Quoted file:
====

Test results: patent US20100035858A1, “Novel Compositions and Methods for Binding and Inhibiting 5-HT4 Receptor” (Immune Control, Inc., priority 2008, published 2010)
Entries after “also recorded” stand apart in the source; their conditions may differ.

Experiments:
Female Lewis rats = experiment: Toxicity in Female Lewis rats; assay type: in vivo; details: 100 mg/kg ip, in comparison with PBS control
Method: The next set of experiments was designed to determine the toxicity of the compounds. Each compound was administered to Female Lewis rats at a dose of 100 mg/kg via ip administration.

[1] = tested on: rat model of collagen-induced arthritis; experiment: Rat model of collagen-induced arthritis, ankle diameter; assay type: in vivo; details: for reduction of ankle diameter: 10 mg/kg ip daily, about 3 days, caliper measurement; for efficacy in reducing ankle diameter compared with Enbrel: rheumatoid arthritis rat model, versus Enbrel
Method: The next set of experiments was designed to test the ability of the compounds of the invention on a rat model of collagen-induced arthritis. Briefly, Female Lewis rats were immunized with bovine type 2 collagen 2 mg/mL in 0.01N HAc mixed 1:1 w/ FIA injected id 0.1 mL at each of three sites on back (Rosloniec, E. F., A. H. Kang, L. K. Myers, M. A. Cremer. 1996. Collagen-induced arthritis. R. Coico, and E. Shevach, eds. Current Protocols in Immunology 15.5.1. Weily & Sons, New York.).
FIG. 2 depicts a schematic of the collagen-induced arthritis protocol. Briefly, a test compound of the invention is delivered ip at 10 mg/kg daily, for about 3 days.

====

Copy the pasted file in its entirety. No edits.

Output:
Test results: patent US20100035858A1, “Novel Compositions and Methods for Binding and Inhibiting 5-HT4 Receptor” (Immune Control, Inc., priority 2008, published 2010)
Entries after “also recorded” stand apart in the source; their conditions may differ.

Experiments:
Female Lewis rats = experiment: Toxicity in Female Lewis rats; assay type: in vivo; details: 100 mg/kg ip, in comparison with PBS control
Method: The next set of experiments was designed to determine the toxicity of the compounds. Each compound was administered to Female Lewis rats at a dose of 100 mg/kg via ip administration.

[1] = tested on: rat model of collagen-induced arthritis; experiment: Rat model of collagen-induced arthritis, ankle diameter; assay type: in vivo; details: for reduction of ankle diameter: 10 mg/kg ip daily, about 3 days, caliper measurement; for efficacy in reducing ankle diameter compared with Enbrel: rheumatoid arthritis rat model, versus Enbrel
Method: The next set of experiments was designed to test the ability of the compounds of the invention on a rat model of collagen-induced arthritis. Briefly, Female Lewis rats were immunized with bovine type 2 collagen 2 mg/mL in 0.01N HAc mixed 1:1 w/ FIA injected id 0.1 mL at each of three sites on back (Rosloniec, E. F., A. H. Kang, L. K. Myers, M. A. Cremer. 1996. Collagen-induced arthritis. R. Coico, and E. Shevach, eds. Current Protocols in Immunology 15.5.1. Weily & Sons, New York.).
FIG. 2 depicts a schematic of the collagen-induced arthritis protocol. Briefly, a test compound of the invention is delivered ip at 10 mg/kg daily, for about 3 days.